The current global crisis is not an economic or credit crisis at its core. It is a crisis of leadership and trust. This KEY unlocks the understanding of a leadership moment – the pivotal task of leaders and 15 practices that effective leaders carry out. Reflect on this Key and use it. Put the key to practice today. Engage the leadership moment.
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A Leadership Moment
Reality is what we perceive it to be. We all create our own reality. You often fail to realize this fact because of the “reality myth,” which says that there is such a thing called “reality” independent of people’s views, assumptions
When you look at an issue, what “frame” do you use? The reality you perceive is shaped by your beliefs and assumptions. When you interact with another – a peer, an employee, the boss, your client, or a friend-there is no such thing as “pure data.” Even numbers on paper are interpreted with people’s narratives and assumptions.
People have firm beliefs about themselves and others. These beliefs dictate what can and what can’t be done, what is fair and right, and what is not, and the possibility or impossibility of everything. Beliefs and assumptions fashion the narrative, the story we create in our heads which in turn frames and instructs our reality.
The Blind Spot
We interpret what’s happening around us all the time, and based upon this interpretation, we tell ourselves a story about:
- What’s going on
- Why it’s going on
- What is therefore possible or not
This is true even for those trained to be objective, such as journalists and CIA analysts. They, too, interpret the “data” and “reality” within a framework of beliefs about:”What’s going on?” “Why is it going on?” and “What’s possible or not?”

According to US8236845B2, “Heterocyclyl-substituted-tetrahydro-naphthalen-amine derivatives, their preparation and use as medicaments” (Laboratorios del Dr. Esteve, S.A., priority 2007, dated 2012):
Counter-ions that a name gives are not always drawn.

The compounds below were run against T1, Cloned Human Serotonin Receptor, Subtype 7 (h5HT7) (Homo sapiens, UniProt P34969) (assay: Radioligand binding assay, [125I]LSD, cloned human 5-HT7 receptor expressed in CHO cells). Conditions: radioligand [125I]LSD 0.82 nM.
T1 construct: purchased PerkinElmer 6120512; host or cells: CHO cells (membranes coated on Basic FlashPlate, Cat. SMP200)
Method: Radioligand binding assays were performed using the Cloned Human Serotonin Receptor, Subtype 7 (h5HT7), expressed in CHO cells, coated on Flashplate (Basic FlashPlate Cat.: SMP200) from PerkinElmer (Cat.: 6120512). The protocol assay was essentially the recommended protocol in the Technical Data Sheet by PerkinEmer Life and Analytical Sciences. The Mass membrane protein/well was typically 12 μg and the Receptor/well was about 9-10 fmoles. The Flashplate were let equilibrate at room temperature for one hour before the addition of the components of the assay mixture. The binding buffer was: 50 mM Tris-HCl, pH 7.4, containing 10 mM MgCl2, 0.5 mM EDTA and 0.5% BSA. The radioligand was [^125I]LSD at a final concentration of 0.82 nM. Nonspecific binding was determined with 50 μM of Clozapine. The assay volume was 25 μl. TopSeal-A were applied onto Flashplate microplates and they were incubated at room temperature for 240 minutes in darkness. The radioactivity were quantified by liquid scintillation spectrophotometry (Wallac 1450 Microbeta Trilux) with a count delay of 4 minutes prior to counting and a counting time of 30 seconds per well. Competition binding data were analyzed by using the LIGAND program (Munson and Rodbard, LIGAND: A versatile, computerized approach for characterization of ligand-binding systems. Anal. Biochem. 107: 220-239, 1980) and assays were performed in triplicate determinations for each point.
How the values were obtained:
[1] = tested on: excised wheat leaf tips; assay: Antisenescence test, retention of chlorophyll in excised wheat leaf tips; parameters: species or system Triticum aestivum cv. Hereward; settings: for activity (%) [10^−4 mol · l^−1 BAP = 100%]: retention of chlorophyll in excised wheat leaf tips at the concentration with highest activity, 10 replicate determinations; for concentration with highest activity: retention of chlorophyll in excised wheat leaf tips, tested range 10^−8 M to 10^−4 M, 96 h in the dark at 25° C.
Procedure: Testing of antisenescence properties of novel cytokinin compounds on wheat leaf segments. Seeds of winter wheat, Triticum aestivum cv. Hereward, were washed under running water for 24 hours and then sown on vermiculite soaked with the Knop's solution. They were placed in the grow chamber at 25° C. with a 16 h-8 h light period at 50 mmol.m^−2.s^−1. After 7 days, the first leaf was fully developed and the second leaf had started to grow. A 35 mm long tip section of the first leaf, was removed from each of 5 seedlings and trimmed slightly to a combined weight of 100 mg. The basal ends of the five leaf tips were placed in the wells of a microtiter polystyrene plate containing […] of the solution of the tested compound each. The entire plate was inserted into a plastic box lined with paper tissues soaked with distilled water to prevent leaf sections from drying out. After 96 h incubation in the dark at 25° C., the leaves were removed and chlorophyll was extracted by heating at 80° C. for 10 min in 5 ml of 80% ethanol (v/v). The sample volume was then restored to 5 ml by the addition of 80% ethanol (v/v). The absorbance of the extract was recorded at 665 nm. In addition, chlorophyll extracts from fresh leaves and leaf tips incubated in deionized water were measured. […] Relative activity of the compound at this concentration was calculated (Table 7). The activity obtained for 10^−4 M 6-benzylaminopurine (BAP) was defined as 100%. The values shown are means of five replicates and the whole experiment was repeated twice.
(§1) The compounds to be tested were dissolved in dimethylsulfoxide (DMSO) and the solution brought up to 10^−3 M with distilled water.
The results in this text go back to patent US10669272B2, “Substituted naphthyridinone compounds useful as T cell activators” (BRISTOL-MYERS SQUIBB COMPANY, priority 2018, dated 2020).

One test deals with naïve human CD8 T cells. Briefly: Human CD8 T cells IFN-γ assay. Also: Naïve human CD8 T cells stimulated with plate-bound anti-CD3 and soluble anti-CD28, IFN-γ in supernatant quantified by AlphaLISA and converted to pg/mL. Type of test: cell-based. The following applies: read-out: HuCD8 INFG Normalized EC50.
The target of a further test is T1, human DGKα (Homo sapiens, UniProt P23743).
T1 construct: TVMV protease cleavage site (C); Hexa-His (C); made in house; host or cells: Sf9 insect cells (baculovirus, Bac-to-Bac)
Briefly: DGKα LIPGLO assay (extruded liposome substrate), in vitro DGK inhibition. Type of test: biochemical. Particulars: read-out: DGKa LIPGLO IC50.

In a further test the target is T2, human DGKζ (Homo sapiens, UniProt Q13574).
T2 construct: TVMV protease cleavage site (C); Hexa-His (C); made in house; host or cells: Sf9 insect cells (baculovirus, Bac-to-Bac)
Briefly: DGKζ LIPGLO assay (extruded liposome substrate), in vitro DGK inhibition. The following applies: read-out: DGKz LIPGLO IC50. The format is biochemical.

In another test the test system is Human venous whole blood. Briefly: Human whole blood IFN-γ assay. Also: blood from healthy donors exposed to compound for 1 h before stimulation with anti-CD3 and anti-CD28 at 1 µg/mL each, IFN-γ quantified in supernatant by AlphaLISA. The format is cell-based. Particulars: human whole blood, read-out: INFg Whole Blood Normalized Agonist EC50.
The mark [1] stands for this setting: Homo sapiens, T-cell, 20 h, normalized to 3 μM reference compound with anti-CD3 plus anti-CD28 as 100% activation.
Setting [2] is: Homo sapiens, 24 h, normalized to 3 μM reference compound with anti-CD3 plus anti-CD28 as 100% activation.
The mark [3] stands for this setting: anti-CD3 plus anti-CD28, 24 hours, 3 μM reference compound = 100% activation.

You Create Your Frame
Where one person sees a threat, another sees an opportunity. What seems impossible to one manager triggers creativity in another. Joy and despair live side by side. Destruction and innovation, blockage and flow are next door neighbors. In each case people present you with data and scenarios framed by beliefs and assumptions.
Here is a discovery exercise: Select any news program on any channel and watch it for a half-hour. Use a stopwatch to measure and assess how much of the “news” presented is pure factual data versus a narrated point of view. Last time I ran the test, 92% was opinions, perceptions, assumptions and beliefs and perhaps 8% was verifiable data. Very few of our daily interactions would qualify as reproducible evidence in a scientific experiment. Arguably, a scientific experiment itself is framed inside a set of assumptions.
Never Accept Anything As A Given
Your pivotal task as a leader is to not surrender to people’s biases. Challenge each assumption. Question what seems factual, but may not be. If necessary, interrogate the data. Reframe the case in front of you, so you can discover what it can become and where it can go next. This is your leadership moment!
An old song says: “If you cannot be the miller you must be the grain.” And in a modern version: “If you are not part of the bulldozer you are part of the pavement.”
The challenge of leadership is to not accept anything as a given, beginning with your own impressions, views and beliefs. Most spoken or written assertions are nothing more than unproven assumptions, points of view, or beliefs presented as a fact.
Fact and fiction live in the same zip code. Unless you separate them, you won’t find out. The box already has boundaries and limitations. Your task is to redefine and reframe it.
A Leadership Moment: The Power To Reframe
Here are 15 reframing examples that effective leaders use:
- Reframe the intention: example: “We are not holding our positions; we are only advancing…” General Patton.
- Reframe the engagement: seek to understand before seeking to be understood.
- Reframe problems as opportunities: focus on a desired outcome.
- Reframe the mindset: Instead of thinking “why does he do this to me” think, “what is he struggling with.”
- Reframe the conversation: for example, paraphrasing JFK, “Ask not where the answer to my problem is. Ask, What needs can I help answer?” – It is there that you will find the answer to your need.
- Reframe goals: results over actions; output instead of input.
- Reframe the meeting agenda: from a list of topics to specific questions that need to be answered.
- Reframe the scenario: from a committee where each is pulling in his own direction to a team with a unified objective.
- Reframe the vision: “Skate to where the puck is going, not where it is.”